Christian Butler

Content Writer

Christian once found the secret in a single line of poetry, but lost track of its whereabouts while frantically scrambling to find a sheet of paper and some ink. A firm believer in the sanctity of literary expression, Christian has spent the better part of two decades meticulously crafting his own voice within the Written Word. A scholar by day and a storyteller by night, Christian graduated from Metropolitan State University of Denver with a BA in English. Obsessive, meticulous, and all too eager to curate the words that will best represent your ideas, Christian yearns for the opportunity to utilize his craft and further develop your business.

Christian has nearly fifteen years experience in the service industry, starting as a wide-eyed host at his first restaurant and eventually reaching the service manager position at a number of locations in the years that followed. Serving tables and maintaining inventories taught Christian the finer points of service and assisted him in understanding the subtleties of human interaction, though he has no intention of running a restaurant for the rest of his life. No sir, Christian’s motivations reside within the spaces between words and upon the pages of his favorite poetry.

When he isn’t working diligently for Pryde Designs, Christian can most likely be found at home with his fiancé, Natalie, and their three hellion cats. A practicing poet and an avid consumer of digital narratives such as The Last of Us and Death Stranding, Christian enjoys artistic expression in its many forms. Just don’t get him started on Dungeons & Dragons unless you have time to spare.

"At Home in the Funhouse"

I owe most of my literary prowess to comic books. Batman was a formative read that followed me into college and influenced my perspective on the role of the protagonist. This particular essay is a synthesis of deconstructionist and post-Marxist theory as it applies to Grant Morrison’s iconic graphic novel, Arkham Asylum. It’s often too easy writing about what you love, so the A was in the bag for this one.

"A Collection of short realities"

Perhaps the most disarming of my projects, this short story was written in a course I took on multicultural women’s literature. Our final project was a collection of short stories, one of which is here for your viewing pleasure. Written from the perspective of an online sex worker, this short story is meant to surprise you, perhaps even make you a little uncomfortable. It was a real challenge, but I was pleased with the postmodern stream of consciousness that eventually made its way to the page.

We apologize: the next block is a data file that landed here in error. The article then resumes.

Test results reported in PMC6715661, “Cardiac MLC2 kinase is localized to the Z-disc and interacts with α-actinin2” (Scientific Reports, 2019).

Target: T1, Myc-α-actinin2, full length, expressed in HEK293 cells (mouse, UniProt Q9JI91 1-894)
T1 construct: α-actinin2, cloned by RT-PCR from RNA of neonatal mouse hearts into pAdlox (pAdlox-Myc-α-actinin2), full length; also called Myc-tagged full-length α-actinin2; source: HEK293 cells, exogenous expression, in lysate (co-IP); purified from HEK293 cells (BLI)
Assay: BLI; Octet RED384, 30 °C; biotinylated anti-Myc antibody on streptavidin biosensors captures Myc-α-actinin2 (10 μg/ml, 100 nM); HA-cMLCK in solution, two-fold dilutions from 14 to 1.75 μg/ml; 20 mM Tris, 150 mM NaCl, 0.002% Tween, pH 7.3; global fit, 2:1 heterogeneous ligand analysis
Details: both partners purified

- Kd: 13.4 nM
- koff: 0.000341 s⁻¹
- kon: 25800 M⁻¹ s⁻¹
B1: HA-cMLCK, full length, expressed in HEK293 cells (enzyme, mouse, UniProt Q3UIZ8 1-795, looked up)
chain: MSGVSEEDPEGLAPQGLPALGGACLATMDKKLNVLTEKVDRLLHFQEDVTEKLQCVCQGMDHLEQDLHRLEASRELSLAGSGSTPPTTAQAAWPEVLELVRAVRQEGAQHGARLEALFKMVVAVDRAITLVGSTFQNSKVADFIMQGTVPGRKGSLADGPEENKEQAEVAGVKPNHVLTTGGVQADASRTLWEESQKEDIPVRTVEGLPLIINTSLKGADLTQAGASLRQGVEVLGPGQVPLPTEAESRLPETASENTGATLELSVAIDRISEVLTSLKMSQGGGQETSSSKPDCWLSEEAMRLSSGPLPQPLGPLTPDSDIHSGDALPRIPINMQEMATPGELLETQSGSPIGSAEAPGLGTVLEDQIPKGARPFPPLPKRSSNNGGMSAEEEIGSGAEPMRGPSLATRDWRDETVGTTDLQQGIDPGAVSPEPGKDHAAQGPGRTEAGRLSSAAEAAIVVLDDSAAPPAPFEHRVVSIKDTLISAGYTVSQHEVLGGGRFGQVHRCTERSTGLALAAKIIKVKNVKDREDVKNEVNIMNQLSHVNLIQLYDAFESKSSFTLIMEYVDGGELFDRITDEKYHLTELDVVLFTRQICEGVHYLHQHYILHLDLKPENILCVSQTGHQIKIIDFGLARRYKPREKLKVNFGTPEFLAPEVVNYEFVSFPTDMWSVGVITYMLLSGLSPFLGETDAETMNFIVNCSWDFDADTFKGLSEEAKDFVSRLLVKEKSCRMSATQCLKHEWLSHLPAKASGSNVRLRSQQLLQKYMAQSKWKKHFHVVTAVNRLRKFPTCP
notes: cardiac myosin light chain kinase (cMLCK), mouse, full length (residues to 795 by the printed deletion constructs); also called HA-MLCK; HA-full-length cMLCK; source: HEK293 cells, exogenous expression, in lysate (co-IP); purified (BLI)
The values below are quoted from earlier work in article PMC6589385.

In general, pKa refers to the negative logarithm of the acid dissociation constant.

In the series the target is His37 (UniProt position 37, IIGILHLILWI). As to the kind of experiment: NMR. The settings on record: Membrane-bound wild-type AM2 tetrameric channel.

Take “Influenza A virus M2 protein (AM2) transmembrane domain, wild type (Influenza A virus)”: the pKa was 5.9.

“The American Psyche..."

This essay details the limitations of selfhood and the strained relationship with the ‘other’ which assists in the formation of the self. As always, I utilized the great works of literature before me to ask the age-old question: do you trust yourself? And if you do, how can you be certain the reflection in the mirror is the self you service?

"grant us eyes! grant us eyes!"

This essay is a contemporary analysis of the continuation of the Gothic as it is represented in digital narratives such as Hidetaka Miyazaki’s infamous Soulsborne series. I thoroughly enjoyed bringing a more intellectual reasoning to the structure of video games, especially since the medium is only growing in popularity and reception.

"The Forbidden Fruit"

I had the pleasure of participating in a digital media course at MSU that focused on how we as internet users find and understand information, as well as how we know what we’re reading is accurate and not fueled by the profits of another. This essay examines the correlation between our engagement with social network sites such as Facebook and Instagram and our overall happiness and development.

"Wallace's Fatal Entertainment"

Have we become less attuned to the religiosity of our forefathers? Has our newfound fetishism of the World Wide Web placed a strain upon our relationship with the unseen, though devoutly worshipped? It was rather interesting examining the correlation between internet usage and the lack of religiosity, for who can be certain how the advent of the internet will ultimately affect the evolutionary track of humanity?

“The Qualifications of Heroism and the Rise of the Digital Narrative"

A lover of all things heroic, I realized the rising trend of most my thesis papers near the end of my degree. It has to be about the heroic or the tragic because what else really matters? This essays compares antiquated heroic values with contemporary hero flaws to determine just how much the hero archetype has changed throughout the years.